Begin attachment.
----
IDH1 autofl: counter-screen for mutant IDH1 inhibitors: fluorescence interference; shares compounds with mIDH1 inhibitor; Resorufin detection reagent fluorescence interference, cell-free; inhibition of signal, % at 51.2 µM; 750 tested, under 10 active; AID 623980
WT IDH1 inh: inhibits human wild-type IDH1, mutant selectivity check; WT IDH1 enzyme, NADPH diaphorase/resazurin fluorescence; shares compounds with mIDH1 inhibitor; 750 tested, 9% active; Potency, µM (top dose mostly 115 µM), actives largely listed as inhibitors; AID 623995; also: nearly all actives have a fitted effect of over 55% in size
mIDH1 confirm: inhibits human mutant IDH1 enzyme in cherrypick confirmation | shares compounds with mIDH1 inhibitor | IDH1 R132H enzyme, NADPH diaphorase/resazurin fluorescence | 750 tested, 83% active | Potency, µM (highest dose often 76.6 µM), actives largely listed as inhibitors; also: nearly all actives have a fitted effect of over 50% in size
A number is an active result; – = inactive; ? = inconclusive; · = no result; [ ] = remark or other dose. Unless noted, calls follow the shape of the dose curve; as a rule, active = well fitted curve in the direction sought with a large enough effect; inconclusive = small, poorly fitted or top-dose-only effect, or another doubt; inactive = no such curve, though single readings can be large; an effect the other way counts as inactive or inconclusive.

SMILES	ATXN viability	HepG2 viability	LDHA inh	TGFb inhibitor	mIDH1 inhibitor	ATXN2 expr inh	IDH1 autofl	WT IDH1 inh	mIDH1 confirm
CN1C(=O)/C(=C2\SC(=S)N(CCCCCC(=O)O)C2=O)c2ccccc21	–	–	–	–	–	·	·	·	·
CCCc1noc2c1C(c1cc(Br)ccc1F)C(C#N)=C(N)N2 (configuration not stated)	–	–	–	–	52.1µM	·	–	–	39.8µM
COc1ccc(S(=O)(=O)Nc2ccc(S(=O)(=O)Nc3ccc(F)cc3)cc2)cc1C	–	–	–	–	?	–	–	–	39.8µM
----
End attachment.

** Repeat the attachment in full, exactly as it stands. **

IDH1 autofl: counter-screen for mutant IDH1 inhibitors: fluorescence interference; shares compounds with mIDH1 inhibitor; Resorufin detection reagent fluorescence interference, cell-free; inhibition of signal, % at 51.2 µM; 750 tested, under 10 active; AID 623980
WT IDH1 inh: inhibits human wild-type IDH1, mutant selectivity check; WT IDH1 enzyme, NADPH diaphorase/resazurin fluorescence; shares compounds with mIDH1 inhibitor; 750 tested, 9% active; Potency, µM (top dose mostly 115 µM), actives largely listed as inhibitors; AID 623995; also: nearly all actives have a fitted effect of over 55% in size
mIDH1 confirm: inhibits human mutant IDH1 enzyme in cherrypick confirmation | shares compounds with mIDH1 inhibitor | IDH1 R132H enzyme, NADPH diaphorase/resazurin fluorescence | 750 tested, 83% active | Potency, µM (highest dose often 76.6 µM), actives largely listed as inhibitors; also: nearly all actives have a fitted effect of over 50% in size
A number is an active result; – = inactive; ? = inconclusive; · = no result; [ ] = remark or other dose. Unless noted, calls follow the shape of the dose curve; as a rule, active = well fitted curve in the direction sought with a large enough effect; inconclusive = small, poorly fitted or top-dose-only effect, or another doubt; inactive = no such curve, though single readings can be large; an effect the other way counts as inactive or inconclusive.

SMILES	ATXN viability	HepG2 viability	LDHA inh	TGFb inhibitor	mIDH1 inhibitor	ATXN2 expr inh	IDH1 autofl	WT IDH1 inh	mIDH1 confirm
CN1C(=O)/C(=C2\SC(=S)N(CCCCCC(=O)O)C2=O)c2ccccc21	–	–	–	–	–	·	·	·	·
CCCc1noc2c1C(c1cc(Br)ccc1F)C(C#N)=C(N)N2 (configuration not stated)	–	–	–	–	52.1µM	·	–	–	39.8µM
COc1ccc(S(=O)(=O)Nc2ccc(S(=O)(=O)Nc3ccc(F)cc3)cc2)cc1C	–	–	–	–	?	–	–	–	39.8µM